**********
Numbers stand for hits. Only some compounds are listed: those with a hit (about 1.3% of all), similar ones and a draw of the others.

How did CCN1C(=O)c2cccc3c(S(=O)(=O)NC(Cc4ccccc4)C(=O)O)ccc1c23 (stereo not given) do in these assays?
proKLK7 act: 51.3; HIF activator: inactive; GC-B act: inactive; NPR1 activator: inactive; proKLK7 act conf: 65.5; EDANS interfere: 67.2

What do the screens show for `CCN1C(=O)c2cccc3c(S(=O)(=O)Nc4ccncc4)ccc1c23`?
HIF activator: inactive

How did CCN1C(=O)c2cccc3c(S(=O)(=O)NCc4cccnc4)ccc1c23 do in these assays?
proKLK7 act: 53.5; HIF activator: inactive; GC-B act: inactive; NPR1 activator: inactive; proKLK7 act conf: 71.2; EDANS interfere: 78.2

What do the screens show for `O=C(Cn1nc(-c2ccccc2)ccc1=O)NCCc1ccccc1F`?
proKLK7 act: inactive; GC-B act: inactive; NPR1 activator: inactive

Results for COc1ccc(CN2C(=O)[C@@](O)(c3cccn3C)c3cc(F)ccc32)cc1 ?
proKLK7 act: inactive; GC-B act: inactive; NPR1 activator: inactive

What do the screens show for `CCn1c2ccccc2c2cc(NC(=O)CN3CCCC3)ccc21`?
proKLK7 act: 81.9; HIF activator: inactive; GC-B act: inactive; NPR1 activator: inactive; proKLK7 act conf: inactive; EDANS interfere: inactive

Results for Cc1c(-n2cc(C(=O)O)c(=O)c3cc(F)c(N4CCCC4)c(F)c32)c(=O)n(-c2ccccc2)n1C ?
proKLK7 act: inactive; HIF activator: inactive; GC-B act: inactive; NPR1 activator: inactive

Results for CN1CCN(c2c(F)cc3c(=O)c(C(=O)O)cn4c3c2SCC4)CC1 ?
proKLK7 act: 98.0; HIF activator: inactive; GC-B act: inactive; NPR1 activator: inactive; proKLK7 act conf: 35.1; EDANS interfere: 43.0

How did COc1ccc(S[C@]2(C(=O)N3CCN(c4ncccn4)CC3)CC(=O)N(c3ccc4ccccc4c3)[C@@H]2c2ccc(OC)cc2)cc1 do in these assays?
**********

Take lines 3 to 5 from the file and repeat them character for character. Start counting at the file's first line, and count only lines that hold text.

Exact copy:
proKLK7 act: 51.3; HIF activator: inactive; GC-B act: inactive; NPR1 activator: inactive; proKLK7 act conf: 65.5; EDANS interfere: 67.2

What do the screens show for `CCN1C(=O)c2cccc3c(S(=O)(=O)Nc4ccncc4)ccc1c23`?
HIF activator: inactive